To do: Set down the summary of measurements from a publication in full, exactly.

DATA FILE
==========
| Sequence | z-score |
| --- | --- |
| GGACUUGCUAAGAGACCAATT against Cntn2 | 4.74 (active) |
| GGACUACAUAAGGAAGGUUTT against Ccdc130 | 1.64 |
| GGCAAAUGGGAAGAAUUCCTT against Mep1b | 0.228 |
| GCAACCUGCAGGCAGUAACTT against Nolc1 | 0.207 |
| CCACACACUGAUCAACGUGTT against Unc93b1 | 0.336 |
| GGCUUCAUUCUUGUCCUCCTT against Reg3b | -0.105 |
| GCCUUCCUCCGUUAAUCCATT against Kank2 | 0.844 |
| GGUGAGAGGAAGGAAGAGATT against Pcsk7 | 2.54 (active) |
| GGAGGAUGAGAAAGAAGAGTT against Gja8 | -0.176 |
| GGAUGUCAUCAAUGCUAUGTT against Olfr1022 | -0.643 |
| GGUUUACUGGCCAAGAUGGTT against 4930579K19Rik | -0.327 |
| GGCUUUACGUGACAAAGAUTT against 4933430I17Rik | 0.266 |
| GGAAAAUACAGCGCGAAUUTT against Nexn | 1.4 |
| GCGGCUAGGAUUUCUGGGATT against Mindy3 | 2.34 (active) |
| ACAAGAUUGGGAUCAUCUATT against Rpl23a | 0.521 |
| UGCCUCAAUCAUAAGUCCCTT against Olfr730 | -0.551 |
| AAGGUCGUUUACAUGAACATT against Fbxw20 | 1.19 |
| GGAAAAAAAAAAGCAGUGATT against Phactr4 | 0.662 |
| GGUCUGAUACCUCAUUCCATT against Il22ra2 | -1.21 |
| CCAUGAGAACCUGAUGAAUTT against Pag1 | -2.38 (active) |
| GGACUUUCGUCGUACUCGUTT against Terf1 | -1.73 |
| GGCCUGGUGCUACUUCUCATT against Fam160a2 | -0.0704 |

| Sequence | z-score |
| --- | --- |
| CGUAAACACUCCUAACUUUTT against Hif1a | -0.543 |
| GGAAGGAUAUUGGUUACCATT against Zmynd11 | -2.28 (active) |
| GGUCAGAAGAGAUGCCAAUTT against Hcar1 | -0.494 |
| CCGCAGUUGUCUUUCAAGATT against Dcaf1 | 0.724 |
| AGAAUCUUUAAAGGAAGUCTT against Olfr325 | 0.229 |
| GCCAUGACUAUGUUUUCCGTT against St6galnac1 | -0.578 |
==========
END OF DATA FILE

| Sequence | z-score |
| --- | --- |
| GGACUUGCUAAGAGACCAATT against Cntn2 | 4.74 (active) |
| GGACUACAUAAGGAAGGUUTT against Ccdc130 | 1.64 |
| GGCAAAUGGGAAGAAUUCCTT against Mep1b | 0.228 |
| GCAACCUGCAGGCAGUAACTT against Nolc1 | 0.207 |
| CCACACACUGAUCAACGUGTT against Unc93b1 | 0.336 |
| GGCUUCAUUCUUGUCCUCCTT against Reg3b | -0.105 |
| GCCUUCCUCCGUUAAUCCATT against Kank2 | 0.844 |
| GGUGAGAGGAAGGAAGAGATT against Pcsk7 | 2.54 (active) |
| GGAGGAUGAGAAAGAAGAGTT against Gja8 | -0.176 |
| GGAUGUCAUCAAUGCUAUGTT against Olfr1022 | -0.643 |
| GGUUUACUGGCCAAGAUGGTT against 4930579K19Rik | -0.327 |
| GGCUUUACGUGACAAAGAUTT against 4933430I17Rik | 0.266 |
| GGAAAAUACAGCGCGAAUUTT against Nexn | 1.4 |
| GCGGCUAGGAUUUCUGGGATT against Mindy3 | 2.34 (active) |
| ACAAGAUUGGGAUCAUCUATT against Rpl23a | 0.521 |
| UGCCUCAAUCAUAAGUCCCTT against Olfr730 | -0.551 |
| AAGGUCGUUUACAUGAACATT against Fbxw20 | 1.19 |
| GGAAAAAAAAAAGCAGUGATT against Phactr4 | 0.662 |
| GGUCUGAUACCUCAUUCCATT against Il22ra2 | -1.21 |
| CCAUGAGAACCUGAUGAAUTT against Pag1 | -2.38 (active) |
| GGACUUUCGUCGUACUCGUTT against Terf1 | -1.73 |
| GGCCUGGUGCUACUUCUCATT against Fam160a2 | -0.0704 |

| Sequence | z-score |
| --- | --- |
| CGUAAACACUCCUAACUUUTT against Hif1a | -0.543 |
| GGAAGGAUAUUGGUUACCATT against Zmynd11 | -2.28 (active) |
| GGUCAGAAGAGAUGCCAAUTT against Hcar1 | -0.494 |
| CCGCAGUUGUCUUUCAAGATT against Dcaf1 | 0.724 |
| AGAAUCUUUAAAGGAAGUCTT against Olfr325 | 0.229 |
| GCCAUGACUAUGUUUUCCGTT against St6galnac1 | -0.578 |